I am constantly vomiting

 

When To Call Your Midwife

Nausea in early pregnancy

Regular nausea/vomiting before 12 weeks is commonly known asmorning sickness’ (although the name is misleading, as it can happen at any time of the day) and is usually not serious.
If you find you are vomiting several times during the day and unable to keep food/drink down, you may need to be treated to help you cope with the symptoms and stay nourished and hydrated. You should see your GP or midwife to be checked. If you have severe and persistent vomiting usually starting very early in pregnancy (hyperemesis gravidarum), you should also see your doctor or midwife, as this needs to be treated.
Sometimes this nausea will last until later pregnancy.Read more about morning sickness.

Nausea in late pregnancy

 If you start vomiting during the second half of your pregnancy, it may be a sign of pre-eclampsia. This could especially be the case if you also have stomach pain, sudden, severe swelling in your face, hands and feet, vision problems and/or headache, or if your blood pressure has started to rise during your routine checks. Call your midwife immediately if you have these symptoms.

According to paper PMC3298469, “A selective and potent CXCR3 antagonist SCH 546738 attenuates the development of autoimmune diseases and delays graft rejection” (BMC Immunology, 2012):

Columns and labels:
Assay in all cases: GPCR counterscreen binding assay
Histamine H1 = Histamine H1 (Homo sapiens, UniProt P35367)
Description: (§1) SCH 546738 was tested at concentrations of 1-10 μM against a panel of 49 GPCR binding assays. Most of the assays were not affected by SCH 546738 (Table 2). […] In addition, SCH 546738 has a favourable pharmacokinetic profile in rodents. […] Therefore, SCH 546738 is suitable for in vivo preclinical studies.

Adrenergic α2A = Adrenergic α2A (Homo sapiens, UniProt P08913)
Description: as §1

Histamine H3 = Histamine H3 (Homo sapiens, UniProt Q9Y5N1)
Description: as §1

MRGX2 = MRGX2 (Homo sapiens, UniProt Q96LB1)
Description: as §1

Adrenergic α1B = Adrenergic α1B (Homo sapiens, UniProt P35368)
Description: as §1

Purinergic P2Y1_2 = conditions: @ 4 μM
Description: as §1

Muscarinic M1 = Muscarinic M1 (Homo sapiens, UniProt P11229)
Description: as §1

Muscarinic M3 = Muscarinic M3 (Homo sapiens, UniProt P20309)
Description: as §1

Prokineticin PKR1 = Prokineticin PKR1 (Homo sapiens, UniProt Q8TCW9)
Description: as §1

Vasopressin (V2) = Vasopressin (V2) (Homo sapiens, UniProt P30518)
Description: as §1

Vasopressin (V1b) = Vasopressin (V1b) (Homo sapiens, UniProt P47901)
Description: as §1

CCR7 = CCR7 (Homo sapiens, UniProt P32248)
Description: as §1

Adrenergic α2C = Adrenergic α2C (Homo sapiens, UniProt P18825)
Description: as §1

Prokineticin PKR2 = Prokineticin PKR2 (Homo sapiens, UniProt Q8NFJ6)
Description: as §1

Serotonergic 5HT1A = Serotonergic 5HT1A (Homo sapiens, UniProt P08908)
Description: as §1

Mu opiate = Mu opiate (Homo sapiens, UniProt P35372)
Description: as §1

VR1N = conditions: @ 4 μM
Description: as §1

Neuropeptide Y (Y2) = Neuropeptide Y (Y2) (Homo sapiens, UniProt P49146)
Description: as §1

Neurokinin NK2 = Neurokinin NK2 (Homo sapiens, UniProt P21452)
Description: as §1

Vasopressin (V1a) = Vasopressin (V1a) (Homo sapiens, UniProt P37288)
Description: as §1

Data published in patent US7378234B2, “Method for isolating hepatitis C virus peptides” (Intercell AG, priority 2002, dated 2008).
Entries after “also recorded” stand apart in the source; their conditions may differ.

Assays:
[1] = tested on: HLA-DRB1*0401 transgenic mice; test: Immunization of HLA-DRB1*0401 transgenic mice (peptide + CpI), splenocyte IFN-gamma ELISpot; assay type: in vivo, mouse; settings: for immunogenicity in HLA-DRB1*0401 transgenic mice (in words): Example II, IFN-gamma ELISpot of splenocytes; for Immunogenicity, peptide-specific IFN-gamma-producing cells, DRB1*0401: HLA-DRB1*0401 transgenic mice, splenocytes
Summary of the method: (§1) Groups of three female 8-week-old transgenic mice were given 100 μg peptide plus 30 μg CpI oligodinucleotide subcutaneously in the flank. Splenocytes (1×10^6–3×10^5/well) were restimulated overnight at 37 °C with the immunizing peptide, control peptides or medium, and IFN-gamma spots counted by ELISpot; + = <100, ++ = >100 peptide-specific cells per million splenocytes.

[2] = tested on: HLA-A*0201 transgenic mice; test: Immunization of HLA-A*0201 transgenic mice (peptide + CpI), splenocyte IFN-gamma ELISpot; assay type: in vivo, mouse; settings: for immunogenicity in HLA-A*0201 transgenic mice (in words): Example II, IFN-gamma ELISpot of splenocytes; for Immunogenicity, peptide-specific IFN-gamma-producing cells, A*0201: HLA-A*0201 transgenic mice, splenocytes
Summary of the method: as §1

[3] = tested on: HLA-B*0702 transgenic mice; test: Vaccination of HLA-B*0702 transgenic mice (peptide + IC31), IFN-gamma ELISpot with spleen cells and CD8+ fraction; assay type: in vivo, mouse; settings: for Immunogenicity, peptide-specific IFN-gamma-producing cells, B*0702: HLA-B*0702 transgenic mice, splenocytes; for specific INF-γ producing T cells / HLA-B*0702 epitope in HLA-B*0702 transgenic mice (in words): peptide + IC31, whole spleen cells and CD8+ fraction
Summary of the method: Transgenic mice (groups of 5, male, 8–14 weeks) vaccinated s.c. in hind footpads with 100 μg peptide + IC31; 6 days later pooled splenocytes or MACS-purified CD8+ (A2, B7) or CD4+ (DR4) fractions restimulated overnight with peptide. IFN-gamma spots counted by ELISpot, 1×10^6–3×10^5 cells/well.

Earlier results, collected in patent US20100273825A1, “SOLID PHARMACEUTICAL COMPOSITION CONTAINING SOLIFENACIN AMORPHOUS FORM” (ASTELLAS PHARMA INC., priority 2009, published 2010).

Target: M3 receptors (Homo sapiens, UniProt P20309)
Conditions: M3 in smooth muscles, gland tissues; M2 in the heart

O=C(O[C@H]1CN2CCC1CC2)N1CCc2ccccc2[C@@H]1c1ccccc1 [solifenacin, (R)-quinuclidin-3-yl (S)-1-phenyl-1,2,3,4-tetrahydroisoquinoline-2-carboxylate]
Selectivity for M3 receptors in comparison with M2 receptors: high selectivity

Vomiting accompanied by diarrhea could be a sign of food poisoning or a tummy bug. If you’re vomiting and have pain and a temperature it could mean you have a kidney infection. If you have these symptoms you should contact your doctor, midwife or hospital.

Read more about pre-eclampsia


Sources
Macdonald S, Magill-Cuerden J, Mayes’ midwifery, fourteenth edition, Edinburgh Bailliere Tindall Elsevier, 2012
Patel NB et al, Urinary tract infections in women, London BMJ Best Practice, 2013. Also available at: http://bestpractice.bmj.com/best-practice/monograph/77.html (accessed 29 April 2014)

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